School Library Journal’s School Librarian of the Year: What I’ve Learned, So Far.

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Dear readers,

I remember it like it happened yesterday.  It was June 30th, and I had slept in a bit enjoying one of the first official summer days.  The windows were open and I could smell the fresh-cut grass and hear the zip, zip, zip of the sprinklers across the street.  After pouring a cup of coffee and turning on NPR, I was in full ‘summer mode.’  I opened up my laptop, scanned the messages to see if anything urgent had happened, and noticed something a tiny bit off.

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School Library Journal.  

Executive Editor Kathy Ishizuka.

Wait.  What?

Oh my goodness.  

I suddenly remembered that a group of parents in our PTO nominated me for the School Library Journal School Librarian of the Year Award.  The nominations were due in May.  I had been working pretty hard all summer on professional development and all the typical summer projects teachers do to get ready for the school year.  Whoever thinks teachers spend eight weeks of summer lounging around has never met a real teacher!  We’re lucky if we get a week on a beach somewhere, or on a trail, or wherever it is that gives you peace.  Most of our summer is spent planning for the next year.  I digress.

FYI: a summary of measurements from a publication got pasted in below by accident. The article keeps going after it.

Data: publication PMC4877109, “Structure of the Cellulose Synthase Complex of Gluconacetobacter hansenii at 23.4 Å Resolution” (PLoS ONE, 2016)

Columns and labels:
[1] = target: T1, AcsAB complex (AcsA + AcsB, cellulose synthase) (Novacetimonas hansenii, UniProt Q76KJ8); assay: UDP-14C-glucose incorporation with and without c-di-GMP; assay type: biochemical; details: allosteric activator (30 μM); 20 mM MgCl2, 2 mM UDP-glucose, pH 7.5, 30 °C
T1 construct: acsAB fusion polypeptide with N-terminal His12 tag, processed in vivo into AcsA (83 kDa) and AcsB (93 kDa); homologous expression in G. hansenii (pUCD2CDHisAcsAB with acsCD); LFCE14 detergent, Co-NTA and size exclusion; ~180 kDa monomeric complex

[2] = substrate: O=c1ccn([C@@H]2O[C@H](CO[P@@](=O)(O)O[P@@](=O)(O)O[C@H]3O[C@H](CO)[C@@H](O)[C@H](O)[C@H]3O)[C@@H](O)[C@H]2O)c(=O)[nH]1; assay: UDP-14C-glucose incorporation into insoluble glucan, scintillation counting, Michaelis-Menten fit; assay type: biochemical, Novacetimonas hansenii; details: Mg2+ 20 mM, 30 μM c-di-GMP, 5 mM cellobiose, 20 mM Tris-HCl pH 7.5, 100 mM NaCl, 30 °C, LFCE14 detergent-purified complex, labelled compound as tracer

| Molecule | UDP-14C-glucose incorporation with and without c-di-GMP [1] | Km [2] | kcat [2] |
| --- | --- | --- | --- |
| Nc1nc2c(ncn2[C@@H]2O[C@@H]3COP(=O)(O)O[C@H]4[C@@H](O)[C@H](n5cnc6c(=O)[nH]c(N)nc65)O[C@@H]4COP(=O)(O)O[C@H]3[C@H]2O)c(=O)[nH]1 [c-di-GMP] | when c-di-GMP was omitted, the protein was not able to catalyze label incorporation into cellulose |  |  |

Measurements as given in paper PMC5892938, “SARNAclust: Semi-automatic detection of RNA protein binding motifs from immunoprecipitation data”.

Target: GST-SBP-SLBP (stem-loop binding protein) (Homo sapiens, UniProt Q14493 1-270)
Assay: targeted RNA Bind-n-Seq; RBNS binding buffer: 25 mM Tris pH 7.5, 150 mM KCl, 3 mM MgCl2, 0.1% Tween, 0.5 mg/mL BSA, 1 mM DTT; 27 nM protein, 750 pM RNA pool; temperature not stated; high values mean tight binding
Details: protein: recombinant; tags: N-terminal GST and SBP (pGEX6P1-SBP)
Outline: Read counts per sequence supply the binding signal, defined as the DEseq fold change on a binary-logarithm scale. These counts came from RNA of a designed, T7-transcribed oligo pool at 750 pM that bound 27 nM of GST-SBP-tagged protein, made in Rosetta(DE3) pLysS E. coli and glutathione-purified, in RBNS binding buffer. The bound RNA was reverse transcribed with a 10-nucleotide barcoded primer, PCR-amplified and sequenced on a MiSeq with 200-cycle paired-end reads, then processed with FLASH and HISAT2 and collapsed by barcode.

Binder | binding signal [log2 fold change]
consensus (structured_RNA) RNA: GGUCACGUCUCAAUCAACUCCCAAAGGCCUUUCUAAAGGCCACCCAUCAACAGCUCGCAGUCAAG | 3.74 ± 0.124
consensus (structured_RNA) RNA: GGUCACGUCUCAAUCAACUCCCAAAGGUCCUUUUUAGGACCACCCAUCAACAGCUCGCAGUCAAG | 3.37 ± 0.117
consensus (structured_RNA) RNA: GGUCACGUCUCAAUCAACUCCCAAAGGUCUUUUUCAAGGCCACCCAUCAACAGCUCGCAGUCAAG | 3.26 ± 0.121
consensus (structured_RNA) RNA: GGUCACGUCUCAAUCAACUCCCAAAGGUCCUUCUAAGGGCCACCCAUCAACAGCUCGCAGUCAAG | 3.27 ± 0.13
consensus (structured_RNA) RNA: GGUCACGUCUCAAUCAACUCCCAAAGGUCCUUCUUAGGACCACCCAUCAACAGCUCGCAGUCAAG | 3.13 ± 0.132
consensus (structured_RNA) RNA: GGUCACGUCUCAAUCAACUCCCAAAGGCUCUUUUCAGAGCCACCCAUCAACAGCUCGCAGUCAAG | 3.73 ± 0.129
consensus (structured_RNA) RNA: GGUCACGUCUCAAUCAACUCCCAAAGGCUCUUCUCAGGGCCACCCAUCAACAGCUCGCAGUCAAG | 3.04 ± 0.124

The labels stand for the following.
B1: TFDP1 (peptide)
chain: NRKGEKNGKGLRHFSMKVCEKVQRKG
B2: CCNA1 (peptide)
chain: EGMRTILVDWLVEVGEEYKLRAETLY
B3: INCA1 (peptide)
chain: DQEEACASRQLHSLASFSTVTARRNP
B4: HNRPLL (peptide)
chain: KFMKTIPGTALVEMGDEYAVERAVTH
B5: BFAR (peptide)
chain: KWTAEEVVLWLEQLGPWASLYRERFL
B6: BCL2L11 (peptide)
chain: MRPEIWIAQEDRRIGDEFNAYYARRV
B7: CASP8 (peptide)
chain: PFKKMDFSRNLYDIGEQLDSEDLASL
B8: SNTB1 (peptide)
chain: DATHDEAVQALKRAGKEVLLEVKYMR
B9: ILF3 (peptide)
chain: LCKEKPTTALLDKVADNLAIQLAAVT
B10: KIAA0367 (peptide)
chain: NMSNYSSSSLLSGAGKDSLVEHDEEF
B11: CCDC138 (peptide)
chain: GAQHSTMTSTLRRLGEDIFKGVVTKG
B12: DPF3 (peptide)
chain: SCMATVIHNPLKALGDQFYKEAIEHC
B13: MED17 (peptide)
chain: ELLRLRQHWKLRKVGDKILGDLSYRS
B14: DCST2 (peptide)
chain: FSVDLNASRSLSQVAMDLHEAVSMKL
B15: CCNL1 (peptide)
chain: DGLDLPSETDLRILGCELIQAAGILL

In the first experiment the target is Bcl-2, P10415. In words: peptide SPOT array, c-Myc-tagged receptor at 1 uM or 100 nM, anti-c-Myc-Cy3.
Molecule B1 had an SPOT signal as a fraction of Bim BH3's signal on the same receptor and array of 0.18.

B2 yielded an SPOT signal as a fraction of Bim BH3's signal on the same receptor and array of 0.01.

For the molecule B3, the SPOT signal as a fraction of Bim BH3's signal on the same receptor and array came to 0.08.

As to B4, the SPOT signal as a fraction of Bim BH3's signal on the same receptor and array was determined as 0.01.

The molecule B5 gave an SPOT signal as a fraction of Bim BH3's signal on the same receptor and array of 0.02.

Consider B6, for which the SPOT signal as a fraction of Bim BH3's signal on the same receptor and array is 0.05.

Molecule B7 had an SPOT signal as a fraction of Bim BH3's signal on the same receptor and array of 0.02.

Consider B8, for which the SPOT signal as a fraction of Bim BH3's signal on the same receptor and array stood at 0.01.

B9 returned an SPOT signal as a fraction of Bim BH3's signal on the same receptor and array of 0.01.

I immediately responded to the email.  Then I waited.  I drank two more cups of coffee very quickly.  I needed my brain to catch up with my imagination.  

I was about to speak with the Executive Editor of The School Library Journal!

Fairly soon afterward, my phone rang and it was a New York number!

“Hello Todd, this is Kathy Ishizuka from School Library Journal.  I’m so excited to speak with you.  You have been named The School Library Journal’s 2016 School Librarian of the Year!”

I don’t remember ANYTHING else that she said other than, “…this news in under embargo until the official release sometime in late August.”

A little later in the day I got another email from her: